Over the last few weeks, I spoke at Preschool learning alliance conference and on a podcast for Early Years TV with Kathy Brodie ( this will be out in a few months). My main reflection on both of these is that is ok to take small steps to well-being. Sometimes we can feel too overwhelmed to try the many different ideas, but if we can put one thing in place each day, this is making a small step towards improving things. I often encourage people to do each day one thing which makes them feel happy, this might be going for walk, reading a book, sitting in the garden for 5 minutes with a cup of tea. It will be different for everyone, but finding one thing each day which makes you happy, which helps you to smile, this won’t solve all your wellbeing issues but it is taking a small step towards a change.

For me swimming and wild swimming makes me smile, it helps me to feel alive and joyful and makes me feel really happy.

You can find more ideas for staff wellbeing in my book Promoting Emotional wellbeing for early years staff

One wild and precious life.

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A few years ago I discovered the poet Mary Oliver ( 1992) she has a poem called ‘The Summer day and the last line of the poem says

‘Tell me, what is it you plan to do with you one wild and precious life?’

I love this question, for me, it is a question of hope, a question of encouragement. When we are feeling stressed, overwhelmed, unhappy, we can feel powerless and hopeless. However, this question can act as an encouragement. I doubt for many of us the answer is to work harder, as I am writing this the importance of those words are poignant to me, I have a close friend who has recently died. Over the last 18 months, after hearing her diagnosis was terminal we discussed a lot about what she was going to do in her last months and weeks with her precious life. She was very intentional about doing things that made her happy, she met with friends, went on beautiful walks with her husband, grew flowers, was part of a choir, drama group and book club, worked as a volunteer chaplain and walked many Labyrinths. She loved life and lived it well; she also had a rhythm to her life which brought her balance, she learnt when to slow down and also how to embrace the life she had left. At her funeral, I was moved by how many people she had loved and how many loved her, being with family, friends, spending time with others were an important part of how she lived her one precious life.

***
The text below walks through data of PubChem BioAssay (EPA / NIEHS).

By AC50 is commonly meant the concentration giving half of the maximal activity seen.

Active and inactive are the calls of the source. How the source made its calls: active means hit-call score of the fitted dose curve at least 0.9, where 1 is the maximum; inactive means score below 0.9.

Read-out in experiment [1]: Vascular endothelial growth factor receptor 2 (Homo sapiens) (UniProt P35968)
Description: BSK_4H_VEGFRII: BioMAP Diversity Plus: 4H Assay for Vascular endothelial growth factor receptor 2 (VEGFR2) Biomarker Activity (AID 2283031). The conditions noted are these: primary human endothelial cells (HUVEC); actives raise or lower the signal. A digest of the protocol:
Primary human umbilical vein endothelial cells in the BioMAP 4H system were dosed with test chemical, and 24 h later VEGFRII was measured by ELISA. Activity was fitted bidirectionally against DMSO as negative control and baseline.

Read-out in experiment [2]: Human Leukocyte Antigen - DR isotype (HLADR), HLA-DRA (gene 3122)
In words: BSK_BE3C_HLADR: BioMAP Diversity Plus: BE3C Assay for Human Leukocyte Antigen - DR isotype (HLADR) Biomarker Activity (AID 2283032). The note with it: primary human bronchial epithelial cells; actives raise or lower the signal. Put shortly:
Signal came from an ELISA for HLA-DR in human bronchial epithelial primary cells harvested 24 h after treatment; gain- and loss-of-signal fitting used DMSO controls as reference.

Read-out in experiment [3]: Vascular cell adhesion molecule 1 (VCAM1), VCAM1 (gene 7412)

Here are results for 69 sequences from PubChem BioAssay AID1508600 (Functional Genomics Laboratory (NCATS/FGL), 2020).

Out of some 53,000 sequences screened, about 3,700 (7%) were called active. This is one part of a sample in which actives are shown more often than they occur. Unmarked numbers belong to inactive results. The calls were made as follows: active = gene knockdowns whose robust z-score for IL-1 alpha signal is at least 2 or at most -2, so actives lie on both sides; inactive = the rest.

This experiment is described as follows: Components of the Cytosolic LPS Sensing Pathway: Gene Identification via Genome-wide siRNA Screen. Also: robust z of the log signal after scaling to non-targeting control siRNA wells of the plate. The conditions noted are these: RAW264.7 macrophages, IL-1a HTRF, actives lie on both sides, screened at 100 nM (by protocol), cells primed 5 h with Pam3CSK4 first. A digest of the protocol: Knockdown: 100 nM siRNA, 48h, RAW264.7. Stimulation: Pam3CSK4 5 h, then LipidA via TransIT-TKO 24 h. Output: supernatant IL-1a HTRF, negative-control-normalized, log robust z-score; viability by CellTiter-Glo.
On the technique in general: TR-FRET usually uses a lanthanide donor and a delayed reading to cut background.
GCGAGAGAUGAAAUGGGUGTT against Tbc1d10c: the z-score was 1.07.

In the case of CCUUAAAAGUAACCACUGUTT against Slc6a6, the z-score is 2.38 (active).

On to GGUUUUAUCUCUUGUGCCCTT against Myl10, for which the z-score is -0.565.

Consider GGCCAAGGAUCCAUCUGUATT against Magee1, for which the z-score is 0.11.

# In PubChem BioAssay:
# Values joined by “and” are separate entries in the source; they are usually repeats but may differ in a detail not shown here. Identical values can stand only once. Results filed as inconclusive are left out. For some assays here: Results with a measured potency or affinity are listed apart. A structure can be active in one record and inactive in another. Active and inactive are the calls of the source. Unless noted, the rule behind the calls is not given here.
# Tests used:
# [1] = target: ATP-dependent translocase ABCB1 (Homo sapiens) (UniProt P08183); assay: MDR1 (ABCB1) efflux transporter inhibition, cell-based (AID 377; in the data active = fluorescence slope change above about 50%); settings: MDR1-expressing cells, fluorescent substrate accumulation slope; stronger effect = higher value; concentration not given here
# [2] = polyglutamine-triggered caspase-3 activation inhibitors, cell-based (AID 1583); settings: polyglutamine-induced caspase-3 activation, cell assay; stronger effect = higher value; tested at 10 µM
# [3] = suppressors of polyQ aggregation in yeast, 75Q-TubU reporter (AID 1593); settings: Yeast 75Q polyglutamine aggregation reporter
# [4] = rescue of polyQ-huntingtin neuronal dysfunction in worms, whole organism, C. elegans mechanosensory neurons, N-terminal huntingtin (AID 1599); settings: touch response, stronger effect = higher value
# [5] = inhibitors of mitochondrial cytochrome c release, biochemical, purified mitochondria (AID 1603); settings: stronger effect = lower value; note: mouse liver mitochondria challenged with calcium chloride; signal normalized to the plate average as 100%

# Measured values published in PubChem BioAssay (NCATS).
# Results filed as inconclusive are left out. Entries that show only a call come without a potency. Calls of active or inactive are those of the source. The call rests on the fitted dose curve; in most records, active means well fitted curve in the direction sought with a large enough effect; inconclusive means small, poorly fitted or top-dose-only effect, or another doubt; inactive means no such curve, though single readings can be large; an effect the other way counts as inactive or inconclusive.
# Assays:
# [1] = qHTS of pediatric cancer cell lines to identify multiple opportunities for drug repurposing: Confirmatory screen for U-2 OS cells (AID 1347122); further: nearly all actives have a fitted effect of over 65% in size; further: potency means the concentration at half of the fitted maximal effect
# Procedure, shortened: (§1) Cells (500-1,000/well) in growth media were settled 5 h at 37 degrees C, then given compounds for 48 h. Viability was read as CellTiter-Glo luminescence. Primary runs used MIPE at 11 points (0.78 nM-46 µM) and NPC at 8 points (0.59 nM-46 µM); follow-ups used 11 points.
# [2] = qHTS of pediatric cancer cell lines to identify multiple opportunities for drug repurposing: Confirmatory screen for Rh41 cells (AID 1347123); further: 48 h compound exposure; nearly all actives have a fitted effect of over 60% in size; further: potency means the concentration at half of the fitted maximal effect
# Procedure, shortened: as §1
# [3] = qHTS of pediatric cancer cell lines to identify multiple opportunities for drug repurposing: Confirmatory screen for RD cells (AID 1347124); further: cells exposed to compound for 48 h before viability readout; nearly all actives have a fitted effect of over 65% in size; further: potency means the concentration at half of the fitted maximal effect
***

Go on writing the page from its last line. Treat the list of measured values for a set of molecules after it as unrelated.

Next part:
This morning I walked along the coastal path, reflecting and thinking again about this question from Mary Oliver. I write about wellbeing, and I work with children and adults to help them have a good wellbeing, I think returning periodically to this question is an important part of embedding wellbeing into our lives. To stop and think, reflect and check in with yourself and ask this question

“what is it you plan to do with your one wild and precious life?’

 

Photo- Labyrinth carved by Iain Cotton, this was a birthday present for Liz